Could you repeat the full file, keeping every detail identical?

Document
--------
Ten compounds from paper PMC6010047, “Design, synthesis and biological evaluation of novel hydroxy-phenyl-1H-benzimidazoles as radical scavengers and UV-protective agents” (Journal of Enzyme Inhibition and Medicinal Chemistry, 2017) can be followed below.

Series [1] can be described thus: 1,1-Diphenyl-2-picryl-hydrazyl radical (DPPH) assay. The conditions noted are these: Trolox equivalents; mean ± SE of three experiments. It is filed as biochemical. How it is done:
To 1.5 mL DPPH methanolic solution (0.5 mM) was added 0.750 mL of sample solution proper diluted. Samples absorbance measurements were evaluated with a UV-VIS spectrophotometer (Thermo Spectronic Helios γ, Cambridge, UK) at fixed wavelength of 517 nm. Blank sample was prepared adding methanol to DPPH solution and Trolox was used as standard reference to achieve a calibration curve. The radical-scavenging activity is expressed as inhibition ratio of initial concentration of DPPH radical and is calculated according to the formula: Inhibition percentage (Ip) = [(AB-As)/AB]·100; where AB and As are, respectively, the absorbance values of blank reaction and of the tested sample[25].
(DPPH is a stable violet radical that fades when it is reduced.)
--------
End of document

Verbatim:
Ten compounds from paper PMC6010047, “Design, synthesis and biological evaluation of novel hydroxy-phenyl-1H-benzimidazoles as radical scavengers and UV-protective agents” (Journal of Enzyme Inhibition and Medicinal Chemistry, 2017) can be followed below.

Series [1] can be described thus: 1,1-Diphenyl-2-picryl-hydrazyl radical (DPPH) assay. The conditions noted are these: Trolox equivalents; mean ± SE of three experiments. It is filed as biochemical. How it is done:
To 1.5 mL DPPH methanolic solution (0.5 mM) was added 0.750 mL of sample solution proper diluted. Samples absorbance measurements were evaluated with a UV-VIS spectrophotometer (Thermo Spectronic Helios γ, Cambridge, UK) at fixed wavelength of 517 nm. Blank sample was prepared adding methanol to DPPH solution and Trolox was used as standard reference to achieve a calibration curve. The radical-scavenging activity is expressed as inhibition ratio of initial concentration of DPPH radical and is calculated according to the formula: Inhibition percentage (Ip) = [(AB-As)/AB]·100; where AB and As are, respectively, the absorbance values of blank reaction and of the tested sample[25].
(DPPH is a stable violet radical that fades when it is reduced.)